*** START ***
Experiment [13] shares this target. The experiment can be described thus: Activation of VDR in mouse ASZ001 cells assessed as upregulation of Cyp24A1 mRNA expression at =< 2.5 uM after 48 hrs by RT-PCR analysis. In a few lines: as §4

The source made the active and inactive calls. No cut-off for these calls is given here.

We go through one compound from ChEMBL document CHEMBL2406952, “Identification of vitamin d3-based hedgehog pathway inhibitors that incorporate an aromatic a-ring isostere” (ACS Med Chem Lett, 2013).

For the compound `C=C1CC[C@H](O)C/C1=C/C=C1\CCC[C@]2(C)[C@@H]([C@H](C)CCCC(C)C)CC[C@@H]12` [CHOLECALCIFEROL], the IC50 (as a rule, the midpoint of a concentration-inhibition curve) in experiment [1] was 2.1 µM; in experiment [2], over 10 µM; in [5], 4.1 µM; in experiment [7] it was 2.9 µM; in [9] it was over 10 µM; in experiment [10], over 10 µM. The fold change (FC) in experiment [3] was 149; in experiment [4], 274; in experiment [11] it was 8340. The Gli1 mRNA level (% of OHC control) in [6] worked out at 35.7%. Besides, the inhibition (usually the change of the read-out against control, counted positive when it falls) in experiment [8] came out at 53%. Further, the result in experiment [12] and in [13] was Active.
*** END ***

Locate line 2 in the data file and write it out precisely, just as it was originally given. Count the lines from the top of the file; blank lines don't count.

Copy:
The source made the active and inactive calls. No cut-off for these calls is given here.